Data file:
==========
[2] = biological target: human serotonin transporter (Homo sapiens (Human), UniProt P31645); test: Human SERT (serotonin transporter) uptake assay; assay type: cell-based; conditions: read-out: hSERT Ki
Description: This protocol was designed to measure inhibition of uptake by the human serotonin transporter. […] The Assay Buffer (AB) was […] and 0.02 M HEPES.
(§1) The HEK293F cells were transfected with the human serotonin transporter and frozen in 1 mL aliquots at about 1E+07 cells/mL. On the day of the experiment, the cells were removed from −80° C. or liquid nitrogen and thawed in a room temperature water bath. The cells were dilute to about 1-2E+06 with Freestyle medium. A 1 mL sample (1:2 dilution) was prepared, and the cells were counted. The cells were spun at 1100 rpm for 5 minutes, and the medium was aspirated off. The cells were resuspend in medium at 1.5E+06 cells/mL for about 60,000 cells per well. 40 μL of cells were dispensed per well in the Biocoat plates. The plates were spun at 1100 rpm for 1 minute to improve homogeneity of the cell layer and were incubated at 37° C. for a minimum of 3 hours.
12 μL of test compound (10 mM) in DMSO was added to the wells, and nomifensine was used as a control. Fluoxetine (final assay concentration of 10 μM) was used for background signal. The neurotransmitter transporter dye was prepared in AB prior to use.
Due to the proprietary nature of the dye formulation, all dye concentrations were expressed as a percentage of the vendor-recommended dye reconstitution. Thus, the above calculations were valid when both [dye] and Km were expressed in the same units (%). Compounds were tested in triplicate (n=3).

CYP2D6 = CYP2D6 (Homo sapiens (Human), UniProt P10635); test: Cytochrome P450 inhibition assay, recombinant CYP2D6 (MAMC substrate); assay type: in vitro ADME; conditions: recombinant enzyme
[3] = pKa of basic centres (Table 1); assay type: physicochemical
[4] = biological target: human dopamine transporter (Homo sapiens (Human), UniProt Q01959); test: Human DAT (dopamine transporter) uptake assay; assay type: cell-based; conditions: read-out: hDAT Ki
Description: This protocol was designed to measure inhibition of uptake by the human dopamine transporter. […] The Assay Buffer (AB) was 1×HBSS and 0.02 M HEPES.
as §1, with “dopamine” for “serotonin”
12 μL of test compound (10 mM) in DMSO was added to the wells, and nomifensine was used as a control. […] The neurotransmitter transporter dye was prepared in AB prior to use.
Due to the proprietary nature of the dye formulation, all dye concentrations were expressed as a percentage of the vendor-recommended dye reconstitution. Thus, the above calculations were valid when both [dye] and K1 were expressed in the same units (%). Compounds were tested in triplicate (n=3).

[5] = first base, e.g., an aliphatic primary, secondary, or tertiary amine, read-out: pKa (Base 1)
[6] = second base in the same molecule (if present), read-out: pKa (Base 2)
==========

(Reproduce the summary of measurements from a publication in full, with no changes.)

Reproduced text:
[2] = biological target: human serotonin transporter (Homo sapiens (Human), UniProt P31645); test: Human SERT (serotonin transporter) uptake assay; assay type: cell-based; conditions: read-out: hSERT Ki
Description: This protocol was designed to measure inhibition of uptake by the human serotonin transporter. […] The Assay Buffer (AB) was […] and 0.02 M HEPES.
(§1) The HEK293F cells were transfected with the human serotonin transporter and frozen in 1 mL aliquots at about 1E+07 cells/mL. On the day of the experiment, the cells were removed from −80° C. or liquid nitrogen and thawed in a room temperature water bath. The cells were dilute to about 1-2E+06 with Freestyle medium. A 1 mL sample (1:2 dilution) was prepared, and the cells were counted. The cells were spun at 1100 rpm for 5 minutes, and the medium was aspirated off. The cells were resuspend in medium at 1.5E+06 cells/mL for about 60,000 cells per well. 40 μL of cells were dispensed per well in the Biocoat plates. The plates were spun at 1100 rpm for 1 minute to improve homogeneity of the cell layer and were incubated at 37° C. for a minimum of 3 hours.
12 μL of test compound (10 mM) in DMSO was added to the wells, and nomifensine was used as a control. Fluoxetine (final assay concentration of 10 μM) was used for background signal. The neurotransmitter transporter dye was prepared in AB prior to use.
Due to the proprietary nature of the dye formulation, all dye concentrations were expressed as a percentage of the vendor-recommended dye reconstitution. Thus, the above calculations were valid when both [dye] and Km were expressed in the same units (%). Compounds were tested in triplicate (n=3).

CYP2D6 = CYP2D6 (Homo sapiens (Human), UniProt P10635); test: Cytochrome P450 inhibition assay, recombinant CYP2D6 (MAMC substrate); assay type: in vitro ADME; conditions: recombinant enzyme
[3] = pKa of basic centres (Table 1); assay type: physicochemical
[4] = biological target: human dopamine transporter (Homo sapiens (Human), UniProt Q01959); test: Human DAT (dopamine transporter) uptake assay; assay type: cell-based; conditions: read-out: hDAT Ki
Description: This protocol was designed to measure inhibition of uptake by the human dopamine transporter. […] The Assay Buffer (AB) was 1×HBSS and 0.02 M HEPES.
as §1, with “dopamine” for “serotonin”
12 μL of test compound (10 mM) in DMSO was added to the wells, and nomifensine was used as a control. […] The neurotransmitter transporter dye was prepared in AB prior to use.
Due to the proprietary nature of the dye formulation, all dye concentrations were expressed as a percentage of the vendor-recommended dye reconstitution. Thus, the above calculations were valid when both [dye] and K1 were expressed in the same units (%). Compounds were tested in triplicate (n=3).

[5] = first base, e.g., an aliphatic primary, secondary, or tertiary amine, read-out: pKa (Base 1)
[6] = second base in the same molecule (if present), read-out: pKa (Base 2)